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The New England Journal of MedicineImages in Clinical Medicine: Acquired Reactive Perforating Collagenosis

A Dermatological Manifestation of Systemic Conditions

An 83-year-old woman with a history of type 2 diabetes mellitus presented with an itchy rash on her back, leading to a diagnosis of acquired reactive perforating collagenosis. This case underscores the importance of recognizing dermatological symptoms as potential indicators of underlying systemic conditions.

Key Points:

  • The patient had a 4-month history of an itchy rash on her back.
  • Her glycated hemoglobin value had been 8.5% a year before presentation.
  • Physical examination revealed a linear array of crateriform lesions on her back (Panel A).
  • A skin biopsy revealed a cup-shaped ulceration with transepidermal elimination of basophilic collagen and cellular debris (Panel B).
  • The patient was diagnosed with acquired reactive perforating collagenosis, a skin condition where dermal connective tissue perforates through the epidermis.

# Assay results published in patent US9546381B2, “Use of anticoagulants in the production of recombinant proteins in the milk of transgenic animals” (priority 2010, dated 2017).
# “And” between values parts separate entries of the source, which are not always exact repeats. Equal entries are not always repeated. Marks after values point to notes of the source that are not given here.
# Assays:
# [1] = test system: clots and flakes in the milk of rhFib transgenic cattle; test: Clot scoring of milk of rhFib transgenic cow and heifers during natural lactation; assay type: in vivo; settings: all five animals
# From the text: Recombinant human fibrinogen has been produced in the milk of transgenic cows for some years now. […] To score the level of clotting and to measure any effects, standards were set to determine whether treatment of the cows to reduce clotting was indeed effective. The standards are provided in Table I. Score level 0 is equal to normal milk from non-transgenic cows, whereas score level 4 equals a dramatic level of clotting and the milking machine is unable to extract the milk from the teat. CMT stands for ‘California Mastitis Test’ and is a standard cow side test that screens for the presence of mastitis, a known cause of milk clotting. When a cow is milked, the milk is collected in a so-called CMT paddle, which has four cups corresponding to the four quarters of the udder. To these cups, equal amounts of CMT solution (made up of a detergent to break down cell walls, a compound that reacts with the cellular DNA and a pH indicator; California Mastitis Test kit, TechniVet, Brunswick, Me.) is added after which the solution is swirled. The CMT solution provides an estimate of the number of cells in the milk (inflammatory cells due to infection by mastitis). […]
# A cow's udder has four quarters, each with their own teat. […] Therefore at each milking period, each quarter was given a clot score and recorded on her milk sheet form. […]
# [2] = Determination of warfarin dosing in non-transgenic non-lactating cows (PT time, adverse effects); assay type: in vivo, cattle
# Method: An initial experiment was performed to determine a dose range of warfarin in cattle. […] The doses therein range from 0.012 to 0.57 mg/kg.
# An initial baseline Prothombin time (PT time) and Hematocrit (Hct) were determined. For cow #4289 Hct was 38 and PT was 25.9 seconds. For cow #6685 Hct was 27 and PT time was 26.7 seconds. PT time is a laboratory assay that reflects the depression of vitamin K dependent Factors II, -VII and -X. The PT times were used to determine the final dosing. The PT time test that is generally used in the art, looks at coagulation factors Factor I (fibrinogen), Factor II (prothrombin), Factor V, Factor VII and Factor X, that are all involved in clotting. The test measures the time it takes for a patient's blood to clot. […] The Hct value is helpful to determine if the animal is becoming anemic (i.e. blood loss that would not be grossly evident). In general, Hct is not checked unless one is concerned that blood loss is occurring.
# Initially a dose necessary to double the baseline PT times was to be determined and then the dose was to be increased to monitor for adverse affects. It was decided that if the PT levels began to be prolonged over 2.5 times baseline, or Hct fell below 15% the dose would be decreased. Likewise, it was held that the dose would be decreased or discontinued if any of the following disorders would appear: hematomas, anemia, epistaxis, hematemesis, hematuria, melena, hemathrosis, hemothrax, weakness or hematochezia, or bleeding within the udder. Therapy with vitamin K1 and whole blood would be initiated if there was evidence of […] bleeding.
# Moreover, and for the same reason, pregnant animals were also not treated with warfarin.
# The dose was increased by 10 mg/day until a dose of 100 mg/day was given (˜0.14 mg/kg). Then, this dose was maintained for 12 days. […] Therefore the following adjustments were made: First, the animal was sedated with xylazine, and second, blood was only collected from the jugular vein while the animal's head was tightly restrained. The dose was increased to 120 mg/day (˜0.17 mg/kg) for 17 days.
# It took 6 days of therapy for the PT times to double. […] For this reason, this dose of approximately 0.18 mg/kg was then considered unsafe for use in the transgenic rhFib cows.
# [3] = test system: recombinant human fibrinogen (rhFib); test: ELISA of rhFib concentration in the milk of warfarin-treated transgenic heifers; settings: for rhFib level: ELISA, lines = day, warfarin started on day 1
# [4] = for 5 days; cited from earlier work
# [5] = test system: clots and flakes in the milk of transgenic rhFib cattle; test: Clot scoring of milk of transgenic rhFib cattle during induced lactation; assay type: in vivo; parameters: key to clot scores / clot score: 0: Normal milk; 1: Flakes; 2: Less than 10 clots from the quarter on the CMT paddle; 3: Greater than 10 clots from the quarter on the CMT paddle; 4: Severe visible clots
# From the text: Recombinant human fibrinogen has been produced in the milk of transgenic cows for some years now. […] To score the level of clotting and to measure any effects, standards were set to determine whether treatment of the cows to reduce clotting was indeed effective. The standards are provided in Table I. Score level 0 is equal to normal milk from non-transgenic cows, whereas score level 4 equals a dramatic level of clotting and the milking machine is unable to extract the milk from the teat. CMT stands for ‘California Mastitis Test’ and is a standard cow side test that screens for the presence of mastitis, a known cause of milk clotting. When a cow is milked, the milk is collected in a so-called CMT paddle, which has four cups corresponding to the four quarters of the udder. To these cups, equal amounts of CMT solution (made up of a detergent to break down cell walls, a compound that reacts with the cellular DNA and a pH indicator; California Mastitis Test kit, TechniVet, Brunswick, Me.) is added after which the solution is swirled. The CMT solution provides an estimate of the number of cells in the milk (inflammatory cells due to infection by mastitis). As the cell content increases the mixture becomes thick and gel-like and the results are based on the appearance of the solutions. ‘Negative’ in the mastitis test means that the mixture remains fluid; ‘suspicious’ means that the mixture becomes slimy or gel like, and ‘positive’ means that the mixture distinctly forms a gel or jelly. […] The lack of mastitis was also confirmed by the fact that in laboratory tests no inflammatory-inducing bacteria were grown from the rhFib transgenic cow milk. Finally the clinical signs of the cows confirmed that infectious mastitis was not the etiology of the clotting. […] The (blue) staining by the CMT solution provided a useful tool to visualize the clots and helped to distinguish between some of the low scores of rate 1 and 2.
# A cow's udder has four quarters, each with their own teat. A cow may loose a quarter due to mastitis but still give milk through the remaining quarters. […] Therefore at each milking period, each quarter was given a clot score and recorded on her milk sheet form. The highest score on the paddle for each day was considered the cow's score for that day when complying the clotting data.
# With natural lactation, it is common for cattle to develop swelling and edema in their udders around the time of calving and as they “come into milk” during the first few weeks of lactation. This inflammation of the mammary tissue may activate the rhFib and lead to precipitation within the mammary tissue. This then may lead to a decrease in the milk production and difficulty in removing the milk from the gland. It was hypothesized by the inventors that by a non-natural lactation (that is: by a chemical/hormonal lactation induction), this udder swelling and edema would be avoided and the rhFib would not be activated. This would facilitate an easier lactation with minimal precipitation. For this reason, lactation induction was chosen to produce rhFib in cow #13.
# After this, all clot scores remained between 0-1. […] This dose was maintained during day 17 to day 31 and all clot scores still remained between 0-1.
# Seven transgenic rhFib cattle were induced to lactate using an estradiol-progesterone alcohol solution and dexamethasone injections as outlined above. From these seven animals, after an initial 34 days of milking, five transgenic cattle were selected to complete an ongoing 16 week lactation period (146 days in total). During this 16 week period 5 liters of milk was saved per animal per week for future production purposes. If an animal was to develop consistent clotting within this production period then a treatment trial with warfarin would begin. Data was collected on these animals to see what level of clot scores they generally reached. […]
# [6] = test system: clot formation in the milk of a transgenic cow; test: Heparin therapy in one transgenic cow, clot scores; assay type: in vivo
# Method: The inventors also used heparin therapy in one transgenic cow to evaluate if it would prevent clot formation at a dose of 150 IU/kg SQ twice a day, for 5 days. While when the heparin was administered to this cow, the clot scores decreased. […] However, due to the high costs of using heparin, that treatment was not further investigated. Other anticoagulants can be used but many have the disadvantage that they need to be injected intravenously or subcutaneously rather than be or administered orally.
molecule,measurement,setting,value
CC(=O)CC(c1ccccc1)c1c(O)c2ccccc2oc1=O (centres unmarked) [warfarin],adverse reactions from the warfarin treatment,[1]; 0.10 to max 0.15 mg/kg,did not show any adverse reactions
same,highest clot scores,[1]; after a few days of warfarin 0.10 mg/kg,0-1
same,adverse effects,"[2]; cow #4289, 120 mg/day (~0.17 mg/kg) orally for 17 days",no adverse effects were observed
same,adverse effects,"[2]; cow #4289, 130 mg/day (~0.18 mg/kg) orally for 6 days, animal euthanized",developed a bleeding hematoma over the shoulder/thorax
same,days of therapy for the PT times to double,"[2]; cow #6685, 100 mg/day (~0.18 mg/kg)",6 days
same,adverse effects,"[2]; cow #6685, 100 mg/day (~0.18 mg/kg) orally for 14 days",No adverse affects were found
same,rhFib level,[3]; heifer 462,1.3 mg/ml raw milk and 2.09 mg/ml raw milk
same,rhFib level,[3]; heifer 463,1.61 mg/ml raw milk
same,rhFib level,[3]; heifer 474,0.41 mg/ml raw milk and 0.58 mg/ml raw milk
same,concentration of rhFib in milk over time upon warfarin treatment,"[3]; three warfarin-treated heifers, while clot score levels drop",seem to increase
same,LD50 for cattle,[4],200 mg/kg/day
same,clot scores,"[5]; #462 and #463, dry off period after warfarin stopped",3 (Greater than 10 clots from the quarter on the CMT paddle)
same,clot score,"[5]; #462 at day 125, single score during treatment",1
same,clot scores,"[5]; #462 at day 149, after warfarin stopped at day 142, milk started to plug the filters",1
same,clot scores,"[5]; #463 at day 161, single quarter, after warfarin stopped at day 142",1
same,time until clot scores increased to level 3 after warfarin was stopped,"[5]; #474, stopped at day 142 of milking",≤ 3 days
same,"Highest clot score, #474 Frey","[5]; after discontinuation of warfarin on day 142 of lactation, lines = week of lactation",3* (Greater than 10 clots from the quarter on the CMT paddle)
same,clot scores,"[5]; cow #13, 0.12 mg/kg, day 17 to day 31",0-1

• This condition is associated with underlying systemic conditions, such as diabetes.
  • Treatment involved addressing the underlying condition and reducing pruritus with topical glucocorticoids, keratolytic agents, and systemic antihistamines.
  • The patient died from pneumococcal sepsis five weeks after the initial visit.

HCN Medical Memo
The exact incidence of acquired reactive perforating collagenosis (ARPC) per year is not known. It’s a rare condition, and the prevalence and incidence remain unclear due to the limited number of reported cases. A study conducted at Dr. Sardjito General Hospital in Yogyakarta, Indonesia, reported only 14 cases of this group of diseases during 2016–20202. Another study analyzed the diagnostic data of 101 cases, indicating that the peak onset age ranged from 50 to 59 years. However, these numbers should be interpreted with caution as they are based on limited data and the actual number of cases could be higher.

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